It is no news that Social Network Sites (SNSs) have taken the Internet by storm and none more so than Facebook. What may be news though is that, after enjoying almost cult-like adoption during its 8 years of existence, Facebook may be losing steam both in terms of new user registration and advertising revenue growth rates.
As of September 2012, and after being the largest technology stock market flotation ever, Facebook is being heavily criticized for its over-bloated IPO while its share price has been slashed in half compared to its initial offering in May of 2012. Of course, Facebook’s share price may recover. For the moment, what we can be certain of is that armies of analysts around the world are honing their excel skills trying to figure out where will the market ultimately take Facebook.
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In the world of the Internet what eventually determines the fate of any web site, including an insanely popular SNS, is usage. Facebook generates revenue through brand advertising, performance advertising, and the sale of virtual goods and subscriptions to the “firehose” (i.e., access to the full stream of public messages sent within a SNS). These revenue sources are closely tied to continuous active usage. In fact, it is only through continuous active usage – and not just sign-ups or simple occasional usage – that users keep joining the pages of paying companies, keep using third-party applications, keep buying virtual goods, and keep feeding the firehose. It’s clearly a case of catch 22 since continuous active is also the ultimate driver of “friend-generated content that lends SNSs consistent renewal and authenticity - the heart and soul of Facebook’s user value proposition.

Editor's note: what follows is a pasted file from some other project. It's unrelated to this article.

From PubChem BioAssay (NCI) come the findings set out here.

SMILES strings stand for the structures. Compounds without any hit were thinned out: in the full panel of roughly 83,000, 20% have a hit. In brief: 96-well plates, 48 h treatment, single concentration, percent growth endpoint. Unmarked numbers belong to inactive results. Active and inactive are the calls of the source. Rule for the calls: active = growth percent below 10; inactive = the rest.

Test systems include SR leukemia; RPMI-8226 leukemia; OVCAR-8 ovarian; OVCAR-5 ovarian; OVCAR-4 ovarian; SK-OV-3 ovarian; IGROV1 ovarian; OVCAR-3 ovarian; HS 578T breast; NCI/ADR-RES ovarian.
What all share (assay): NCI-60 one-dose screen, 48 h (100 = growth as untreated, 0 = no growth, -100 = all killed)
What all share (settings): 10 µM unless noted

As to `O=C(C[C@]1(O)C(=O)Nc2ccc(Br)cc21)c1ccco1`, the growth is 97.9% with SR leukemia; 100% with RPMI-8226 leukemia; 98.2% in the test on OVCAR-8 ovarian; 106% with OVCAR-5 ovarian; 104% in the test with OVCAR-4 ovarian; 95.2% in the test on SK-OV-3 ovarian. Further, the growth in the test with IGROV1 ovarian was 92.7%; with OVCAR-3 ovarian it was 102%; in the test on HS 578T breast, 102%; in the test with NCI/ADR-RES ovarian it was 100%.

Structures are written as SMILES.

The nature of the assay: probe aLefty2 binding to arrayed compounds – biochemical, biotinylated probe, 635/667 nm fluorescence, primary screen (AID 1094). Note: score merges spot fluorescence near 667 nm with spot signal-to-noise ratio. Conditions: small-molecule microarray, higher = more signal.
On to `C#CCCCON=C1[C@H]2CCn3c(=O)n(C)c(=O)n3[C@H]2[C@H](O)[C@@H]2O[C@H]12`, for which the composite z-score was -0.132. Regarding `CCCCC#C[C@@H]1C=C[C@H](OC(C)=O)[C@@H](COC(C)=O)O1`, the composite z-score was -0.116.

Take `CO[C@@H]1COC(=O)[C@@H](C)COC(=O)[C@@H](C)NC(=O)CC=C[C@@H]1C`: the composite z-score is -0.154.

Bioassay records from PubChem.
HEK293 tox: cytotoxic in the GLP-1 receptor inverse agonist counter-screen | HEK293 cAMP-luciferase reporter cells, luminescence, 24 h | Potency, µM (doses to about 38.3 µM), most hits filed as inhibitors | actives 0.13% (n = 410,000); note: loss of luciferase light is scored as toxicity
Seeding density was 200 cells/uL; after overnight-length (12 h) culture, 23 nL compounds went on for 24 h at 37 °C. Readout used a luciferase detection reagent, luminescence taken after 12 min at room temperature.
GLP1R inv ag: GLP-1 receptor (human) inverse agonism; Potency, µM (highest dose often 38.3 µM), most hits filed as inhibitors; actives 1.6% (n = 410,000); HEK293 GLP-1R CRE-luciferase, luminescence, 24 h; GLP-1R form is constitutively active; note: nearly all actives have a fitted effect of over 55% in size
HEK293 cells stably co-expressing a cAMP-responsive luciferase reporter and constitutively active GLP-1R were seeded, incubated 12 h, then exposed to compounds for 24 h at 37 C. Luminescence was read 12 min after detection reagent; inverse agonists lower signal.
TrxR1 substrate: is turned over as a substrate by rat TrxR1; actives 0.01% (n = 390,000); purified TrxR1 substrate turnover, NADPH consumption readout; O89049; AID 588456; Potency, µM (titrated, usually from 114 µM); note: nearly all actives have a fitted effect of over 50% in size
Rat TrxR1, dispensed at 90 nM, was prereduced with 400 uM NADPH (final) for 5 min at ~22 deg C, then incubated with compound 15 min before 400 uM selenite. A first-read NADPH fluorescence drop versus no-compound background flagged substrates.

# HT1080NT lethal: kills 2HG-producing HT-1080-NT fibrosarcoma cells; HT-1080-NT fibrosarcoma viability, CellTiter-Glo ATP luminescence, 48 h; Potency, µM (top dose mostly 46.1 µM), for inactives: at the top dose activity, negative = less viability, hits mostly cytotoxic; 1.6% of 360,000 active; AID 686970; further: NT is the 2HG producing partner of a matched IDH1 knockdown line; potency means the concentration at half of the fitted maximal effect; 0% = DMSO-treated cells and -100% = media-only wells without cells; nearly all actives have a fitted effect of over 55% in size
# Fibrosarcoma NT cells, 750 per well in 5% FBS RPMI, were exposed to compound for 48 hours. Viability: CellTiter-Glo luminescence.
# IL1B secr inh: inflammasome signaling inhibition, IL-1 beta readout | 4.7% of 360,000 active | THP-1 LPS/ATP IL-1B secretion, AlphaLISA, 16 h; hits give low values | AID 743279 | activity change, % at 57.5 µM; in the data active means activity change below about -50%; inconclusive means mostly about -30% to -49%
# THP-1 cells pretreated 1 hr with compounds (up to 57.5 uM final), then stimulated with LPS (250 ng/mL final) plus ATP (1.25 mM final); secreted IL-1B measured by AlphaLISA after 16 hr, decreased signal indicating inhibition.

So, usage is king.
This is naturally leading to one question that must be lingering into many people’s mind:
Is Facebook here to last, or is it just a particularly contagious fad?
--- to be continued next week ---